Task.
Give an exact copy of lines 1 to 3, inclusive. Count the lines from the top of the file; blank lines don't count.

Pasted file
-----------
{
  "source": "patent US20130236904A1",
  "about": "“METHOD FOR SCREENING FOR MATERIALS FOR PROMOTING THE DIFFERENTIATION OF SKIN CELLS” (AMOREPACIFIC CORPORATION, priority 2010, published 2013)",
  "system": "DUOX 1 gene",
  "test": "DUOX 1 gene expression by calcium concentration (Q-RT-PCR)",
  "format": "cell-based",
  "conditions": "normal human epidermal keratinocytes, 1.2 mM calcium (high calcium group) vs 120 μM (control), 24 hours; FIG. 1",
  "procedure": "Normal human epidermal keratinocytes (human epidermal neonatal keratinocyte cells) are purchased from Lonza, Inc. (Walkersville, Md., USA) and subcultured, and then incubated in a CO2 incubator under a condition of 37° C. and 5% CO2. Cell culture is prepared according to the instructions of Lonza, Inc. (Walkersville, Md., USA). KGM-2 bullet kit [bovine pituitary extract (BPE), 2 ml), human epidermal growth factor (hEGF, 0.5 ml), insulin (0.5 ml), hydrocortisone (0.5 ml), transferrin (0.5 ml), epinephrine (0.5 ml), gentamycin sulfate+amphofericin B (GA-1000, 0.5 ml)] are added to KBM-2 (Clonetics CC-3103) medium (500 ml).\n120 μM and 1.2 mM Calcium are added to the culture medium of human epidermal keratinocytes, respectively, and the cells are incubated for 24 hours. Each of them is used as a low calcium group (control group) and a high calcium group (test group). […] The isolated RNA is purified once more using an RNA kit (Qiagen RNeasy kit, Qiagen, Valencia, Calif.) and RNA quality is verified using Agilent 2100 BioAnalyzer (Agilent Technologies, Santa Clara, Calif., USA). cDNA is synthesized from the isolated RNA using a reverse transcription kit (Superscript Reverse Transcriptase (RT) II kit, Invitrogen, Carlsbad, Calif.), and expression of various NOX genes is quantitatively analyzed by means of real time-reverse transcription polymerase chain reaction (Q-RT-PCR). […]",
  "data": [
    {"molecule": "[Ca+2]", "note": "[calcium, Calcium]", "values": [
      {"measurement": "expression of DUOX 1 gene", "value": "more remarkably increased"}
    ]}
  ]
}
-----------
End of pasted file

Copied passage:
{
  "source": "patent US20130236904A1",
  "about": "“METHOD FOR SCREENING FOR MATERIALS FOR PROMOTING THE DIFFERENTIATION OF SKIN CELLS” (AMOREPACIFIC CORPORATION, priority 2010, published 2013)",